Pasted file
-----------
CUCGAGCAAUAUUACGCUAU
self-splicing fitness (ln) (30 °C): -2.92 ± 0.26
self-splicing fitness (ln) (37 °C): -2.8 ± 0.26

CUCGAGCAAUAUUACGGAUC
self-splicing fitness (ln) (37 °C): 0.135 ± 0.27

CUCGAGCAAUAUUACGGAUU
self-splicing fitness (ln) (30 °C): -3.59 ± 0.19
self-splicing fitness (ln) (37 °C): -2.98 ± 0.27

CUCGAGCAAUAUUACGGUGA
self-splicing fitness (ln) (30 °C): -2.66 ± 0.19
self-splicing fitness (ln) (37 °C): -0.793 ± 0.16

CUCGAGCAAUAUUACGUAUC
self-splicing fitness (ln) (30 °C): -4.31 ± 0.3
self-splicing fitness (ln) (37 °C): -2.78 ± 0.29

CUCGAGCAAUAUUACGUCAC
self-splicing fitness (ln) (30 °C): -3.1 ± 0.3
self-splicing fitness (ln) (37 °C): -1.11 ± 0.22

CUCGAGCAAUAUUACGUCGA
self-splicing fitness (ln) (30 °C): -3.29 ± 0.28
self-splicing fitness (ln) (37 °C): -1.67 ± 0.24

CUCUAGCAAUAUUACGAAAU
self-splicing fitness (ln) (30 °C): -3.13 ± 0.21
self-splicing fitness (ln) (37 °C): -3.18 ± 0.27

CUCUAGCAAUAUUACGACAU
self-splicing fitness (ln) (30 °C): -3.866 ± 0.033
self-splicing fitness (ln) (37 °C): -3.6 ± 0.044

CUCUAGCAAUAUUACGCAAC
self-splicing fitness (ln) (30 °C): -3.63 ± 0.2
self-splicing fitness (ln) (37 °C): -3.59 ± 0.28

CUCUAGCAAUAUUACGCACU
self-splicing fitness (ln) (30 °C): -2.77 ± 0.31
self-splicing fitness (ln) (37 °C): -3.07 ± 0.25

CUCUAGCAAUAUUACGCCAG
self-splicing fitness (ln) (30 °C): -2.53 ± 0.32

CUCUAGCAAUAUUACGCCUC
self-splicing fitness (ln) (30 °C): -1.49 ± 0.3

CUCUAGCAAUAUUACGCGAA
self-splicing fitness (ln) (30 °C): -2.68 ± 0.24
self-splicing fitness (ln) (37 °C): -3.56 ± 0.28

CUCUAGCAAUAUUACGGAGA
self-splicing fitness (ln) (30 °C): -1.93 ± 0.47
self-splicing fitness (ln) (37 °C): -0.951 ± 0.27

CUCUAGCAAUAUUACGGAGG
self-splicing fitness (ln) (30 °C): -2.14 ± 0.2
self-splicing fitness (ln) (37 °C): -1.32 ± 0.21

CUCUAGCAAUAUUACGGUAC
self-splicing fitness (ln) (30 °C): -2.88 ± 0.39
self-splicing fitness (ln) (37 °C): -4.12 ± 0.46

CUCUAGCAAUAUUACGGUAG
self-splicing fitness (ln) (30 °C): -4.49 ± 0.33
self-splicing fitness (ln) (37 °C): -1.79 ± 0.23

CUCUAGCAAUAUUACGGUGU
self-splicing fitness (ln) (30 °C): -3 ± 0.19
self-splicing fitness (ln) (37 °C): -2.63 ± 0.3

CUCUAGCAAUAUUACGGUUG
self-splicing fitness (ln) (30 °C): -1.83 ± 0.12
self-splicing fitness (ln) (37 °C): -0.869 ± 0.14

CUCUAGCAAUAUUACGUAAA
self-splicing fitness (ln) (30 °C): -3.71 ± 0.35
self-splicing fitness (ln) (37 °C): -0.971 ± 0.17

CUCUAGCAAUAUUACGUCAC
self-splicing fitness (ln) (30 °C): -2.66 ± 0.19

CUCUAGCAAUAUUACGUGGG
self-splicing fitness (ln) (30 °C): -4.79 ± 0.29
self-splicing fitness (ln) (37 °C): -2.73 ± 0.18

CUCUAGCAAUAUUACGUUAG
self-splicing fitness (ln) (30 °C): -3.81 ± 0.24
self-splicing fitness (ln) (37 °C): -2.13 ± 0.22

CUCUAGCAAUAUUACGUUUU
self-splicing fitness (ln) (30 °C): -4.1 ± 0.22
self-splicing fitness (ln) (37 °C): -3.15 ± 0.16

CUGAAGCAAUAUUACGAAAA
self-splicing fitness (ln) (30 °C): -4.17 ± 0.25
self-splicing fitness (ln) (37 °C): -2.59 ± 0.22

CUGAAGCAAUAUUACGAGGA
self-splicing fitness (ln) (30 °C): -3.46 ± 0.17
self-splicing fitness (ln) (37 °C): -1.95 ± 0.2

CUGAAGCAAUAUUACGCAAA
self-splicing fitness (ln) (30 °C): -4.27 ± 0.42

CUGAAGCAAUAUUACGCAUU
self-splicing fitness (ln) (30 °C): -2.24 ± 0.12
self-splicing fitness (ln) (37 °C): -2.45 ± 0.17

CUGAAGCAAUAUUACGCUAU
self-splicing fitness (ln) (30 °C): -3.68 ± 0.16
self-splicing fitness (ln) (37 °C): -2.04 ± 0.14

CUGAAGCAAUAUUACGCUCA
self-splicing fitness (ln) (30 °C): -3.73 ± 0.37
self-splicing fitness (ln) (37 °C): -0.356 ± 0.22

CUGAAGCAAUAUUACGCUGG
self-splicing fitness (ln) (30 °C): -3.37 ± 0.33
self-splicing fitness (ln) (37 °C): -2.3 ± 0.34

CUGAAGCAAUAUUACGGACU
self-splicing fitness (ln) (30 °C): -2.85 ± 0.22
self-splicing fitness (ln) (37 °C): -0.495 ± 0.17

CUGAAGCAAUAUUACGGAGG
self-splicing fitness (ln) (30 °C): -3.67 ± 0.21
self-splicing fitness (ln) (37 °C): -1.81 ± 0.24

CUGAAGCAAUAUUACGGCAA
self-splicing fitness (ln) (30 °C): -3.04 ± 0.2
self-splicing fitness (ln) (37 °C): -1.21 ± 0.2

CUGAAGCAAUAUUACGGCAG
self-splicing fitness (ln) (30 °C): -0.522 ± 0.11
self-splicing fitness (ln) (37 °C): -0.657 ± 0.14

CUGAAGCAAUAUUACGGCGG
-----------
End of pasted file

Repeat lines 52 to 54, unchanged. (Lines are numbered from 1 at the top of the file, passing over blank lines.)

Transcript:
CUCUAGCAAUAUUACGGUGU
self-splicing fitness (ln) (30 °C): -3 ± 0.19
self-splicing fitness (ln) (37 °C): -2.63 ± 0.3